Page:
Going further back, the Seigel index, which also includes dividends, had recovered to its 1928 level by 1943, not your 1953 - as shown in our bottom graph. In fact, in 1928 to 1953, the gross returns on shares averaged 5.3 per cent a year. That's not great, but nor is it zero.

Some other difficulties I have with what you say:

Using 1929 as your example is like looking at a terrible week in which 100 people died on the New Zealand roads and saying that means our annual road death toll is 5200.

The year 1929 was hardly an average 20th century year.

The 1929 sharemarket crash was the start of the worst US share slump in two centuries, which was followed by the Great Depression and then World War II.

Our bottom graph shows the magnitude of the 1929 crash. Unlike the top graph, the bottom one uses a log scale. What does that mean?

In the top graph the ups and downs of recent years look much bigger than in the past. But - while recent volatility has certainly been high - we've been there before. The graph is distorted by compounding.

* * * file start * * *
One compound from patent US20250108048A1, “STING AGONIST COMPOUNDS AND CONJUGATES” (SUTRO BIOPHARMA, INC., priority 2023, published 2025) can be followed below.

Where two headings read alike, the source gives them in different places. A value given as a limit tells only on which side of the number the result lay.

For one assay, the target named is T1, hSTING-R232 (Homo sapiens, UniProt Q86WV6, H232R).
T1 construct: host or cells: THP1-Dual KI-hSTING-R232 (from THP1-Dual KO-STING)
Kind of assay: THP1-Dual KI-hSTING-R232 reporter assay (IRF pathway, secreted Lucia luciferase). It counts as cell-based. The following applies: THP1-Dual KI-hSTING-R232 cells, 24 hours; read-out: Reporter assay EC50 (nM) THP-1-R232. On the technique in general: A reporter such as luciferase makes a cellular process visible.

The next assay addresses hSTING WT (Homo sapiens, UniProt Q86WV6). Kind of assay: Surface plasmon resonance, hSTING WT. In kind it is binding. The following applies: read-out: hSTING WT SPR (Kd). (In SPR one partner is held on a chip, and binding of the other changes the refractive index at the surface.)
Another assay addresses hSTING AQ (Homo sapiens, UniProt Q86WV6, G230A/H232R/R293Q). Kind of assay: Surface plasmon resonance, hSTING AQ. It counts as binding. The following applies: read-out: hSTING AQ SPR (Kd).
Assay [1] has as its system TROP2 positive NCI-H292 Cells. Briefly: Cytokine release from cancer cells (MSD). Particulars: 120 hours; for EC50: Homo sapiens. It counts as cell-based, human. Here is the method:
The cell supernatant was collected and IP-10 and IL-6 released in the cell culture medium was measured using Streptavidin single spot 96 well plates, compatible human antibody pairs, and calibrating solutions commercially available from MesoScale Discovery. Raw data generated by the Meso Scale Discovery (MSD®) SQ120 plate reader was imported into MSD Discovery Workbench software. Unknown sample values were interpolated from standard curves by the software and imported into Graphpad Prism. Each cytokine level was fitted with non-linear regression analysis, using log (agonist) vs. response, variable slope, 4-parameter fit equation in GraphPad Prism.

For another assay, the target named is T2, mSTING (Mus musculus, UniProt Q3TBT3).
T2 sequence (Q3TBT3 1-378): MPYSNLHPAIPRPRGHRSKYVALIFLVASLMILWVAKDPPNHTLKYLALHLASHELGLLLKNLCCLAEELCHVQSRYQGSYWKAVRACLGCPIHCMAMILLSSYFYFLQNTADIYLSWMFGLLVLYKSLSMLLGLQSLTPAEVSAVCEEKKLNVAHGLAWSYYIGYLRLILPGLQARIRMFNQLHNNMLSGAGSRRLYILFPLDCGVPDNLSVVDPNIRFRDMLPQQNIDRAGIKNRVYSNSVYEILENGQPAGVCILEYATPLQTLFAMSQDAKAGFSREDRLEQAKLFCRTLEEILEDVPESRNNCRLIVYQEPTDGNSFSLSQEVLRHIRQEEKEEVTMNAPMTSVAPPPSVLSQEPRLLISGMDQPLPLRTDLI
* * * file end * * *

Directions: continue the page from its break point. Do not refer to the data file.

Let's look at an example. Double a dollar and you get $2, double that to get $4, then $8, $16, $32, $64, $128, $256, $512, $1024 and so on. The rate of growth - doubling - is the same all the way through. But the last numbers are so big they dwarf the earlier ones.

Log scales get rid of that distortion. In our bottom graph, if two downturns look the same they have the same magnitude. And the 1929 crash is clearly the worst in the graph.

We've learnt a lot about economies since 1929 and the Great Depression. While nobody is certain about how to fix things now, we can be confident governments won't make as big mistakes as they made then.

You start your comparison from the peak of the late 1920s sharemarket boom. From there, a big fall was pretty likely. The same could be said for 2007 - a fall was quite likely too. And it happened.

Now that the markets have plunged, it's much less likely that they will fall a long way further. And that's what is relevant now.

Another reader (thanks, John) forwarded me a relevant Bloomberg article. Just 17 months ago, it says, an investment in US shares since 1979 would have grown to more than twice as much as an investment in US government bonds.

But since then, bond returns have leapt and shares have plunged to the point that the investments since 1979 would now be equal.

Does that mean shares have had their day? History suggests the opposite. Over the longish run, shares must return more than bonds. If they didn't, few people would buy shares, given that they are riskier than bonds.